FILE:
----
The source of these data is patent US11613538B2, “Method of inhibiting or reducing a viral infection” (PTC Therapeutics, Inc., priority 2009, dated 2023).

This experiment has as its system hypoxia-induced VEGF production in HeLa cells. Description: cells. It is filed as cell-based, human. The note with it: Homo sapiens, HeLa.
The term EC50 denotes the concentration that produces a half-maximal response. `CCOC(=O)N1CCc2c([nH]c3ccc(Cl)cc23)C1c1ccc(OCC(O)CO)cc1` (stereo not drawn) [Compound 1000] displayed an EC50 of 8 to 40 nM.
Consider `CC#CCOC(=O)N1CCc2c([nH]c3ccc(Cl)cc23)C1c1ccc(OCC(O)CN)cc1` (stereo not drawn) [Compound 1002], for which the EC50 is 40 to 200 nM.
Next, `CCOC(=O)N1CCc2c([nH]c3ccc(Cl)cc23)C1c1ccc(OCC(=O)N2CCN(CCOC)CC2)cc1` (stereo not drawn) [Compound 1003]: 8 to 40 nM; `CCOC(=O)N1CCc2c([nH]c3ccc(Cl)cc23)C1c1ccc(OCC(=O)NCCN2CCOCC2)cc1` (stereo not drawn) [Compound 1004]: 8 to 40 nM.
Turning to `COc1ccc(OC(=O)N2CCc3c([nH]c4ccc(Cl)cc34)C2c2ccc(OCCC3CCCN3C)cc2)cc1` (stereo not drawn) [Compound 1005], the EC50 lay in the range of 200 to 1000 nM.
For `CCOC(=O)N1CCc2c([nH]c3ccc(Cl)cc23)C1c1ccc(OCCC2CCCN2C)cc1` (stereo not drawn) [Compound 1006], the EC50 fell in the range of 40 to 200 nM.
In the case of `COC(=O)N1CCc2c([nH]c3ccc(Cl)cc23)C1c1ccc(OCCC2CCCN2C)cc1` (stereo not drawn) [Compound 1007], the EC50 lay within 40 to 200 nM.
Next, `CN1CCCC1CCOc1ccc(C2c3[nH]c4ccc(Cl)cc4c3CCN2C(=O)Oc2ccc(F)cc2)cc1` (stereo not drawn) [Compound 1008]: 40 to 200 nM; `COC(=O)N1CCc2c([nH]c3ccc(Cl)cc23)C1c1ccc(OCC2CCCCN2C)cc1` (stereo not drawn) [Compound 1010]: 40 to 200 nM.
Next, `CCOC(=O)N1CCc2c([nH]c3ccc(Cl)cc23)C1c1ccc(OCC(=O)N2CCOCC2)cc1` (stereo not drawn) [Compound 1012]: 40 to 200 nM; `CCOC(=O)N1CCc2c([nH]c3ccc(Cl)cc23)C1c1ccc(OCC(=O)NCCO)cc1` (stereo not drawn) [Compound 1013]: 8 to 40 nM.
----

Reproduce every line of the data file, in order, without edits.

The source of these data is patent US11613538B2, “Method of inhibiting or reducing a viral infection” (PTC Therapeutics, Inc., priority 2009, dated 2023).

This experiment has as its system hypoxia-induced VEGF production in HeLa cells. Description: cells. It is filed as cell-based, human. The note with it: Homo sapiens, HeLa.
The term EC50 denotes the concentration that produces a half-maximal response. `CCOC(=O)N1CCc2c([nH]c3ccc(Cl)cc23)C1c1ccc(OCC(O)CO)cc1` (stereo not drawn) [Compound 1000] displayed an EC50 of 8 to 40 nM.
Consider `CC#CCOC(=O)N1CCc2c([nH]c3ccc(Cl)cc23)C1c1ccc(OCC(O)CN)cc1` (stereo not drawn) [Compound 1002], for which the EC50 is 40 to 200 nM.
Next, `CCOC(=O)N1CCc2c([nH]c3ccc(Cl)cc23)C1c1ccc(OCC(=O)N2CCN(CCOC)CC2)cc1` (stereo not drawn) [Compound 1003]: 8 to 40 nM; `CCOC(=O)N1CCc2c([nH]c3ccc(Cl)cc23)C1c1ccc(OCC(=O)NCCN2CCOCC2)cc1` (stereo not drawn) [Compound 1004]: 8 to 40 nM.
Turning to `COc1ccc(OC(=O)N2CCc3c([nH]c4ccc(Cl)cc34)C2c2ccc(OCCC3CCCN3C)cc2)cc1` (stereo not drawn) [Compound 1005], the EC50 lay in the range of 200 to 1000 nM.
For `CCOC(=O)N1CCc2c([nH]c3ccc(Cl)cc23)C1c1ccc(OCCC2CCCN2C)cc1` (stereo not drawn) [Compound 1006], the EC50 fell in the range of 40 to 200 nM.
In the case of `COC(=O)N1CCc2c([nH]c3ccc(Cl)cc23)C1c1ccc(OCCC2CCCN2C)cc1` (stereo not drawn) [Compound 1007], the EC50 lay within 40 to 200 nM.
Next, `CN1CCCC1CCOc1ccc(C2c3[nH]c4ccc(Cl)cc4c3CCN2C(=O)Oc2ccc(F)cc2)cc1` (stereo not drawn) [Compound 1008]: 40 to 200 nM; `COC(=O)N1CCc2c([nH]c3ccc(Cl)cc23)C1c1ccc(OCC2CCCCN2C)cc1` (stereo not drawn) [Compound 1010]: 40 to 200 nM.
Next, `CCOC(=O)N1CCc2c([nH]c3ccc(Cl)cc23)C1c1ccc(OCC(=O)N2CCOCC2)cc1` (stereo not drawn) [Compound 1012]: 40 to 200 nM; `CCOC(=O)N1CCc2c([nH]c3ccc(Cl)cc23)C1c1ccc(OCC(=O)NCCO)cc1` (stereo not drawn) [Compound 1013]: 8 to 40 nM.